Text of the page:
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The O&P website and blog, forums, and wiki are where most of my new writing on M/s appears. The IE website will stay online indefinitely to host the IE Essays and lili's writings. lili and I pursued our M/s relationship from 2000 to 2008, and lili has kindly given her permission for these essays and posts to remain here, in the hope that submissives and slaves will continue to be helped and inspired by them.

Violence against women

Posted by lili on Wed 31 Aug 05, 11:42 PM

Recent discussions have raised a number of issues around female submissives, safety and early play in BDSM and where i do acknowledge that safety is an issue for any woman (after all i am one) it's not just a "first date" problem. In fact, if you were to look at the reality of violence against women, the fact is that most women who become victims of violence do so in domestic abuse situations and not because they agree to "play" too early.

At least 1 in 4 women experience domestic violence (i.e. has been beaten, coerced into sex, or otherwise abused) and usually, the abuser is a member of her own family or someone known to her.

If we are talking only of women into SM then the facts tell us something even more shocking. A nationwide study (1994) found that of the 539 lesbian and bisexual S/M women surveyed 56% had experienced discrimination or violence from other women within the lesbian community because of their participation in consensual S/M and 47% had experienced harassment from other women.

The issues of safety faced by many women are exacerbated when they are looking for BDSM or SM play and are often further compounded if she is submissive.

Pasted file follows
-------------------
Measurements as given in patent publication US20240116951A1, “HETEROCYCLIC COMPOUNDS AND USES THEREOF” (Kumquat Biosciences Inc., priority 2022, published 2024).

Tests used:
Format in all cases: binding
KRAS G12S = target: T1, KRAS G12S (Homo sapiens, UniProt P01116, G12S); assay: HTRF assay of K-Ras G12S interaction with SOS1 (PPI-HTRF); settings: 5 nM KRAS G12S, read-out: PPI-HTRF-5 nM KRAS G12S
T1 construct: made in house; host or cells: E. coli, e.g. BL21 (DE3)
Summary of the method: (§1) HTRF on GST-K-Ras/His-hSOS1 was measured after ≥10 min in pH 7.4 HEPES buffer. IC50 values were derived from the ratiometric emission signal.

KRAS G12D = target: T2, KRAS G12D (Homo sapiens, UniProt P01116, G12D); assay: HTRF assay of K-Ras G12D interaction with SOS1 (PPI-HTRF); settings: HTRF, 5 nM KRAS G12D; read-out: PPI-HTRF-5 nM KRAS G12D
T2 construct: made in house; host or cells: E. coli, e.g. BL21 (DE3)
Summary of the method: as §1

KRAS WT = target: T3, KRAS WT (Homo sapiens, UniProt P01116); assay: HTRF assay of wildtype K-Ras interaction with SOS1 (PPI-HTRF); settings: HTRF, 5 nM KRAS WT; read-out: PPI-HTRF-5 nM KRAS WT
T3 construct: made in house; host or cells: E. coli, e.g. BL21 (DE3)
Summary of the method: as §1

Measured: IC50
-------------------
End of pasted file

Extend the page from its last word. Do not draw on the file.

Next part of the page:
Don't get me wrong, i do believe safety advice and support is always worthwhile but i have concerns when it is promoted along with statements which apportion equal blame to the victims of abuse (because they chose to play "too" early). Experience tells me to worry even more when that so called "advice" (no matter how well intentioned) comes from someone who obviously has little concept or understanding of the real issues about safety faced by women in the 21st century.

"Don't play too soon" advice is all well and good, but how soon is too soon? First date (with no previous contact)? First date, but with 6 months of phone calls and e-mails? Never first date, second date then..third...when?

The fact is violence and abuse is more likely to start after 6 months, 12 months, 2 years of domesticity than it is to occur on the first date with someone but where is the advice for this majority?

Where is the advice about when to get out? Where is the advice about how to spot the start of an abusive situation? And who tells these women where to go and who can help them when they finally realise they may need to leave? How do they seek such help when they have entered a relationship that involves BDSM?

On average a woman is assaulted 35 times before her first call to the police - what does that tell you? If she's involved in BDSM it's likely she won't ever make that call. What advice and support should we be offering her?


Edited Wed 26 Dec 07, 1:18 PM by lili

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